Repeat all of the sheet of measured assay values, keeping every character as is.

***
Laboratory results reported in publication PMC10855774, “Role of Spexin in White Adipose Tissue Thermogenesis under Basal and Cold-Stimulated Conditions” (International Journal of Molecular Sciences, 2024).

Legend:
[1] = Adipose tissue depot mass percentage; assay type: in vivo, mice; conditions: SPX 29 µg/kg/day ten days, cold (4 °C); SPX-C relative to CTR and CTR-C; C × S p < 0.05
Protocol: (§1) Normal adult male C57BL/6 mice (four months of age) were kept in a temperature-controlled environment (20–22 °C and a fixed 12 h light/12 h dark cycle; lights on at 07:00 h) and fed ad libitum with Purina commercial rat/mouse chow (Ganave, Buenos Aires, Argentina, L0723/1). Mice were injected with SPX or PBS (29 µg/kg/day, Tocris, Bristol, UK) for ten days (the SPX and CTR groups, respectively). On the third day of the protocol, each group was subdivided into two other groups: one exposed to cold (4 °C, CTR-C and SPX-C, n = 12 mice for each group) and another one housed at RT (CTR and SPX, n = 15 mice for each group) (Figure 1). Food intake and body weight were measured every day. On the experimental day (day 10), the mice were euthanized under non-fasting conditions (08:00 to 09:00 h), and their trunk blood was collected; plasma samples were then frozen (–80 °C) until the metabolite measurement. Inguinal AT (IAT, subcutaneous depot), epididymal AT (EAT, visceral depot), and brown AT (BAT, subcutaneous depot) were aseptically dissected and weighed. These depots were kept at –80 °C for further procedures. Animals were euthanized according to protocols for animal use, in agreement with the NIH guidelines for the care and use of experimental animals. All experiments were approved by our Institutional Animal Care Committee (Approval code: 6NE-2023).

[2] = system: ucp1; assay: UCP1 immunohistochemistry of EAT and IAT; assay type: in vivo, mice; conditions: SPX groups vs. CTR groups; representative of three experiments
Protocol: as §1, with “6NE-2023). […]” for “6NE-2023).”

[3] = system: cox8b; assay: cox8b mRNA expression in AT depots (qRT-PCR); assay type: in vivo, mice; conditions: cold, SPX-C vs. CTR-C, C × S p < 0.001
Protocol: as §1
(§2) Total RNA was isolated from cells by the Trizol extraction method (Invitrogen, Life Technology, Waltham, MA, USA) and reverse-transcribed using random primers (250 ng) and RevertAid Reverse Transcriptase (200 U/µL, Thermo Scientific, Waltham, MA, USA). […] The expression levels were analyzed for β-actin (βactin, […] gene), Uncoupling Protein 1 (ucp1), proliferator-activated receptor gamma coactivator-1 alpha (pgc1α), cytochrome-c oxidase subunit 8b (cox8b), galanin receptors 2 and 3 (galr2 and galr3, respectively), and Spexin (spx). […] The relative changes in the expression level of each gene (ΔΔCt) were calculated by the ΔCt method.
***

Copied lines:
Laboratory results reported in publication PMC10855774, “Role of Spexin in White Adipose Tissue Thermogenesis under Basal and Cold-Stimulated Conditions” (International Journal of Molecular Sciences, 2024).

Legend:
[1] = Adipose tissue depot mass percentage; assay type: in vivo, mice; conditions: SPX 29 µg/kg/day ten days, cold (4 °C); SPX-C relative to CTR and CTR-C; C × S p < 0.05
Protocol: (§1) Normal adult male C57BL/6 mice (four months of age) were kept in a temperature-controlled environment (20–22 °C and a fixed 12 h light/12 h dark cycle; lights on at 07:00 h) and fed ad libitum with Purina commercial rat/mouse chow (Ganave, Buenos Aires, Argentina, L0723/1). Mice were injected with SPX or PBS (29 µg/kg/day, Tocris, Bristol, UK) for ten days (the SPX and CTR groups, respectively). On the third day of the protocol, each group was subdivided into two other groups: one exposed to cold (4 °C, CTR-C and SPX-C, n = 12 mice for each group) and another one housed at RT (CTR and SPX, n = 15 mice for each group) (Figure 1). Food intake and body weight were measured every day. On the experimental day (day 10), the mice were euthanized under non-fasting conditions (08:00 to 09:00 h), and their trunk blood was collected; plasma samples were then frozen (–80 °C) until the metabolite measurement. Inguinal AT (IAT, subcutaneous depot), epididymal AT (EAT, visceral depot), and brown AT (BAT, subcutaneous depot) were aseptically dissected and weighed. These depots were kept at –80 °C for further procedures. Animals were euthanized according to protocols for animal use, in agreement with the NIH guidelines for the care and use of experimental animals. All experiments were approved by our Institutional Animal Care Committee (Approval code: 6NE-2023).

[2] = system: ucp1; assay: UCP1 immunohistochemistry of EAT and IAT; assay type: in vivo, mice; conditions: SPX groups vs. CTR groups; representative of three experiments
Protocol: as §1, with “6NE-2023). […]” for “6NE-2023).”

[3] = system: cox8b; assay: cox8b mRNA expression in AT depots (qRT-PCR); assay type: in vivo, mice; conditions: cold, SPX-C vs. CTR-C, C × S p < 0.001
Protocol: as §1
(§2) Total RNA was isolated from cells by the Trizol extraction method (Invitrogen, Life Technology, Waltham, MA, USA) and reverse-transcribed using random primers (250 ng) and RevertAid Reverse Transcriptase (200 U/µL, Thermo Scientific, Waltham, MA, USA). […] The expression levels were analyzed for β-actin (βactin, […] gene), Uncoupling Protein 1 (ucp1), proliferator-activated receptor gamma coactivator-1 alpha (pgc1α), cytochrome-c oxidase subunit 8b (cox8b), galanin receptors 2 and 3 (galr2 and galr3, respectively), and Spexin (spx). […] The relative changes in the expression level of each gene (ΔΔCt) were calculated by the ΔCt method.